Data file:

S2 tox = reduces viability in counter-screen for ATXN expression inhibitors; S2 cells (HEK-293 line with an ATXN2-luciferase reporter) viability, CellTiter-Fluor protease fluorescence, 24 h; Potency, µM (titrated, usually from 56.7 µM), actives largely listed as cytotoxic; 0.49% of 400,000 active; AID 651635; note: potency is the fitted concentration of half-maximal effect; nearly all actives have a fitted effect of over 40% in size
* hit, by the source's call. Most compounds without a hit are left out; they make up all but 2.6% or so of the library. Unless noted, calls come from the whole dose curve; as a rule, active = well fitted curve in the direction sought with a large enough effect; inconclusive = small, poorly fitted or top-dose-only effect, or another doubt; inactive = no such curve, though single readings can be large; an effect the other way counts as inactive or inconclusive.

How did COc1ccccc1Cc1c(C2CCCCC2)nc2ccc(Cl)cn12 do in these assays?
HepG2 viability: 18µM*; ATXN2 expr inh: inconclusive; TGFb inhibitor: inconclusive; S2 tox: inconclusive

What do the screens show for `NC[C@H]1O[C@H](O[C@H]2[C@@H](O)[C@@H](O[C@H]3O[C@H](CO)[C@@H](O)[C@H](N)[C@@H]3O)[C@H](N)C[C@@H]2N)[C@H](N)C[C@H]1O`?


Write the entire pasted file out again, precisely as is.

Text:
S2 tox = reduces viability in counter-screen for ATXN expression inhibitors; S2 cells (HEK-293 line with an ATXN2-luciferase reporter) viability, CellTiter-Fluor protease fluorescence, 24 h; Potency, µM (titrated, usually from 56.7 µM), actives largely listed as cytotoxic; 0.49% of 400,000 active; AID 651635; note: potency is the fitted concentration of half-maximal effect; nearly all actives have a fitted effect of over 40% in size
* hit, by the source's call. Most compounds without a hit are left out; they make up all but 2.6% or so of the library. Unless noted, calls come from the whole dose curve; as a rule, active = well fitted curve in the direction sought with a large enough effect; inconclusive = small, poorly fitted or top-dose-only effect, or another doubt; inactive = no such curve, though single readings can be large; an effect the other way counts as inactive or inconclusive.

How did COc1ccccc1Cc1c(C2CCCCC2)nc2ccc(Cl)cn12 do in these assays?
HepG2 viability: 18µM*; ATXN2 expr inh: inconclusive; TGFb inhibitor: inconclusive; S2 tox: inconclusive

What do the screens show for `NC[C@H]1O[C@H](O[C@H]2[C@@H](O)[C@@H](O[C@H]3O[C@H](CO)[C@@H](O)[C@H](N)[C@@H]3O)[C@H](N)C[C@@H]2N)[C@H](N)C[C@H]1O`?